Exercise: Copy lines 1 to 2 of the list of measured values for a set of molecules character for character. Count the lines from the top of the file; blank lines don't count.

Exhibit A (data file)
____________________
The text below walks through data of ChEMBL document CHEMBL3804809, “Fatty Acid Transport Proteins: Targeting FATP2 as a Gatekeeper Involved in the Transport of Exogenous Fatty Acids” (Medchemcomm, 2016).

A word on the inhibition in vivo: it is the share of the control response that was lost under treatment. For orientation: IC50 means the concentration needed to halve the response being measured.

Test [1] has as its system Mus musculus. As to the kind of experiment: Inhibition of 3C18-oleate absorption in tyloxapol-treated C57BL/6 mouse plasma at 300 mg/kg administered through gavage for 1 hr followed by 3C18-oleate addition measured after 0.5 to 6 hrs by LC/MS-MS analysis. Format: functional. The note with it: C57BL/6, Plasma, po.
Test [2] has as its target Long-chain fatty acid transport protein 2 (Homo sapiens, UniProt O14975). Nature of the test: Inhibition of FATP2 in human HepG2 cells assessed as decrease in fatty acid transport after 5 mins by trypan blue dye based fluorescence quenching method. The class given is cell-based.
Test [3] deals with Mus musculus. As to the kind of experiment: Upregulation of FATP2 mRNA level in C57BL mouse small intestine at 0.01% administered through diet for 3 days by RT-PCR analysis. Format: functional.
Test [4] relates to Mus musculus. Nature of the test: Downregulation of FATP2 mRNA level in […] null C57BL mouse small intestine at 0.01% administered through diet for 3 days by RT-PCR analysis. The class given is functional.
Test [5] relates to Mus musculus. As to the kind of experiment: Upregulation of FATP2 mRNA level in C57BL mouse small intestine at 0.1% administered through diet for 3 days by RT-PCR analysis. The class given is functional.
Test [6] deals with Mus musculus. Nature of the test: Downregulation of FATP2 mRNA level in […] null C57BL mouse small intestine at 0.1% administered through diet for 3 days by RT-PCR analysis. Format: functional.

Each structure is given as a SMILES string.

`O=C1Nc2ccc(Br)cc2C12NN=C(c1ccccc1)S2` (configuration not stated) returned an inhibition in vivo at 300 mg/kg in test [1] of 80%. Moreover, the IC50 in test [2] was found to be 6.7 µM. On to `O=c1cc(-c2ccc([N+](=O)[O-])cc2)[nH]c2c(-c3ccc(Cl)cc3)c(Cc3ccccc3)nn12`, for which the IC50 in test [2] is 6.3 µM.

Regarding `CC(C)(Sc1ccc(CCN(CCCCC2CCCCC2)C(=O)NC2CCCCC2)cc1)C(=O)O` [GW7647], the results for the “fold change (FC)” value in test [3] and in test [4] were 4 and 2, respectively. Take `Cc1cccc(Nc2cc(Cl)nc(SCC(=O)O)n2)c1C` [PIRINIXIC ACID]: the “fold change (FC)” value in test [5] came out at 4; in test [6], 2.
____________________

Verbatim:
The text below walks through data of ChEMBL document CHEMBL3804809, “Fatty Acid Transport Proteins: Targeting FATP2 as a Gatekeeper Involved in the Transport of Exogenous Fatty Acids” (Medchemcomm, 2016).

A word on the inhibition in vivo: it is the share of the control response that was lost under treatment. For orientation: IC50 means the concentration needed to halve the response being measured.